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Heparin Neutralization by Recombinant Platelet Factor 4 and Protamine

Levy, Jerrold H. MD; Cormack, James G. MD; Morales, Antonio MD

Cardiovascular Anesthesia

Protamine is the only available drug to reverse heparin-induced anticoagulation. Platelet factor 4 (PF4) is a basic polypeptide stored in platelets that reverses heparin. To investigate its potential as a reversal drug, we studied recombinant PF4 on anticoagulated blood obtained during cardiac surgery. Blood was obtained from 33 different venous reservoirs, and activated clotting time (ACT), heparin concentrations, and heparinase-ACT were determined. Anticoagulation was reversed by adding incremental PF4:heparin and protamine:heparin ratios to the heparinized blood, and the ACTs were determined (n = 21). Viscoelastic analysis of anticoagulation reversal was performed by adding protamine or PF4 at reversal ratios of 1.3:1 protamine:heparin, and 3.2:1 PF4:heparin using thromboelastography (n = 12). PF4 reversal ratios of 3:1 and 3.5:1 and protamine reversal ratios of 1:1, 1.5:1, 2:1 were not statistically different from heparinase-ACT values. There were no significant differences in viscoelastic measurements of clot formation between protamine and PF4. Recombinant PF4 at a 3.0:1 ratio reverses heparin-induced anticoagulation after cardiopulmonary bypass, and represents a potential alternative, especially for the protamine allergic patient.

(Anesth Analg 1995;81:35-7)

Department of Anesthesiology, Emory University School of Medicine, Division of Cardiothoracic Anesthesia and Critical Care, The Emory Clinic, Atlanta, Georgia (Levy, Morales), and Department of Anaesthesia, University of Alberta, Edmonton, Alberta, Canada (Cormack).

Accepted for publication February 17, 1995.

Address correspondence and reprint requests to Jerrold H. Levy, MD, Department of Anesthesiology, Emory University Hospital, 1364 Clifton Rd. NE, Atlanta, GA 30322.

Protamine, a basic polypeptide derived from salmon sperm, reverses heparin, an acidic glycosaminoglycan derived from bovine or porcine tissues by nonspecific acid-base interactions to form heparin-protamine complexes [1]. A spectrum of adverse reactions has been described to protamine administered to reverse heparin's anticoagulant activity [2-4]. The life-threatening reactions to protamine appear to represent anaphylaxis due to prior sensitization [4]. Unfortunately, there are no available alternatives to protamine if the patient develops a reaction or is known to be allergic.

Platelet factor 4 (PF4) is a heparin binding protein stored in the alpha granules of platelets that is released during platelet aggregation. In an animal model, PF4 reverses heparin anticoagulation without the adverse effects of protamine on complement activation or on the cardiovascular system [5]. Because PF4 is a naturally occurring polypeptide in humans, it would also have the advantage of being less antigenic. Therefore, we compared the dose-response relationship between recombinant human PF4 and heparin to the dose-response relationship between protamine and heparin to determine the optimal dose of PF4 for complete heparin reversal. Because little is known about the effects of heparin reversal with PF4 on platelet-fibrinogen interaction that forms the final hemostatic plug, we also studied protamine and human recombinant PF4 reversal of heparin using thromboelastography.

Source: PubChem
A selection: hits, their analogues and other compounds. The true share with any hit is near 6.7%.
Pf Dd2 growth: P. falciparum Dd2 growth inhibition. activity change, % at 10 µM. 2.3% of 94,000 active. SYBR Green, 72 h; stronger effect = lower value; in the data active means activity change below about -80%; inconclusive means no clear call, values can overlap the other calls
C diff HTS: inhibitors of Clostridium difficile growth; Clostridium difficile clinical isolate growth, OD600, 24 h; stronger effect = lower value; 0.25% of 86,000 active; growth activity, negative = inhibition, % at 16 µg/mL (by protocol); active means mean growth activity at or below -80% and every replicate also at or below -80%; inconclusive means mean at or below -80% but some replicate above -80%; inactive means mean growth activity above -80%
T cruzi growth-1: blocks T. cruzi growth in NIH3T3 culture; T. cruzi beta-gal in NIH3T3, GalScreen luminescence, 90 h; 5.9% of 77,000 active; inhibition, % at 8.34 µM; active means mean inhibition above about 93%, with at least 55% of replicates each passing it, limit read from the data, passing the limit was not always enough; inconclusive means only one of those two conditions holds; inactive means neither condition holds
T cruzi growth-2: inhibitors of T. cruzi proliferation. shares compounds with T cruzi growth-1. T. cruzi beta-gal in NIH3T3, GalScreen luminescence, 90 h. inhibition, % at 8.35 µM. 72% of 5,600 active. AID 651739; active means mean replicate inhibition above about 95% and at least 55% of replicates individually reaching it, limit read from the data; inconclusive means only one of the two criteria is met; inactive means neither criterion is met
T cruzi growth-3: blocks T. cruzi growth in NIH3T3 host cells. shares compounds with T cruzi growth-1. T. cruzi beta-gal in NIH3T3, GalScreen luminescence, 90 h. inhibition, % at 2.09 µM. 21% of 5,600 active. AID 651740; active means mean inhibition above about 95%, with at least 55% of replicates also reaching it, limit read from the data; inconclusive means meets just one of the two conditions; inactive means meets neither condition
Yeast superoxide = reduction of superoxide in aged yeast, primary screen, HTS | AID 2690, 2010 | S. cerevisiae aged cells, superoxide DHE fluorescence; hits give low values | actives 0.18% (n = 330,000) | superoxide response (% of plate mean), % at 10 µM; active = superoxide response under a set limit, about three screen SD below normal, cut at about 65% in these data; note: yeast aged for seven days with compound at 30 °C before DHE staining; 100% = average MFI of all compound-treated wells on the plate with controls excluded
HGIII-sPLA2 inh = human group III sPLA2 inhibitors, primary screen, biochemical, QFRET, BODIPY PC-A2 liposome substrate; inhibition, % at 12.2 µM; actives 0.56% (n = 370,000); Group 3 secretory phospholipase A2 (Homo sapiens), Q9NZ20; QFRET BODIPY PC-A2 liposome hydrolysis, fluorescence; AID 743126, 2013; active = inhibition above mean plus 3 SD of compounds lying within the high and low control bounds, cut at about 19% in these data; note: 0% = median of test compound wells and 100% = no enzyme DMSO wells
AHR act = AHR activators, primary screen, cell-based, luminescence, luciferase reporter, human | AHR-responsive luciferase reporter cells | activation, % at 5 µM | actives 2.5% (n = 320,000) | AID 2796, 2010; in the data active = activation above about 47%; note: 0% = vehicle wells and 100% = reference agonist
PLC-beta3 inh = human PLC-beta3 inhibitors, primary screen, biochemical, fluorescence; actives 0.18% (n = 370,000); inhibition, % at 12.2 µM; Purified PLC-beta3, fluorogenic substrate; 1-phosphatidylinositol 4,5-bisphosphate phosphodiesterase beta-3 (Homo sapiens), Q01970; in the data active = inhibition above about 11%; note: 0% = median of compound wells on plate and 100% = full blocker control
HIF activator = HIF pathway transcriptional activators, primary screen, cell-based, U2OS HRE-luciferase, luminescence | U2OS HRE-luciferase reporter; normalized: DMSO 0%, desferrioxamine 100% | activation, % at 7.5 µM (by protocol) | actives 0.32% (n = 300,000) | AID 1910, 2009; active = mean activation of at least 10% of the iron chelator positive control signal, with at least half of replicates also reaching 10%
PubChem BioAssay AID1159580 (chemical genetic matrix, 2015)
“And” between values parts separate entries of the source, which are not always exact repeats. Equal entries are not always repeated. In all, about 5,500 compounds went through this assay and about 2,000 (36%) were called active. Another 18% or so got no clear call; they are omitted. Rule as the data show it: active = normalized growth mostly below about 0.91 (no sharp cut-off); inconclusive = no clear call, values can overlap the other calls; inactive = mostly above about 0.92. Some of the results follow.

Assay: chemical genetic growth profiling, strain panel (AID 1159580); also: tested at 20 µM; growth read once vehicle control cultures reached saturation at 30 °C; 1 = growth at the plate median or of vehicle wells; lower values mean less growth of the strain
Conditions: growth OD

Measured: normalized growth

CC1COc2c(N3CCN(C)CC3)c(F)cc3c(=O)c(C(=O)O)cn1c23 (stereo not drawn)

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After institutional approval, 10 mL of residual blood remaining in the extracorporeal reservoir was obtained from 33 different reservoirs at the end of cardiopulmonary bypass. Heparin concentration was measured by heparin-protamine titration using the Hepcon HMS system. Activated clotting time (ACT) was measured by Medtronic-Hemotec high range heparinase test cartridges resulting in a baseline ACT with and without heparin. Heparin levels were determined by heparin-protamine titration (Medtronic-Hemotec HMS Registered Trademark; Parker, CO). Microliter quantities of recombinant PF4 (Repligen, 5 mg/mL) or protamine sulfate (5 mg/mL) were added to Medtronic ACT cartridges that contain kaolin as the activator in PF4: heparin ratios of 0.5:1, 1:1, 1.5:1, 2:1, 2.5:1, 3:1, and 3.5:1 (n = 21). Protamine:heparin reversal ratios were 0.5:1, 1:1, 1.5:1, and 2:1. Blood, 0.37 mL, was then added to the ACT cartridges and the times for clotting to occur were measured. Data are reported as mean +/- SD and were compared by analysis of variance and a Scheffe's test for multiple comparisons; P < 0.05 was considered significant.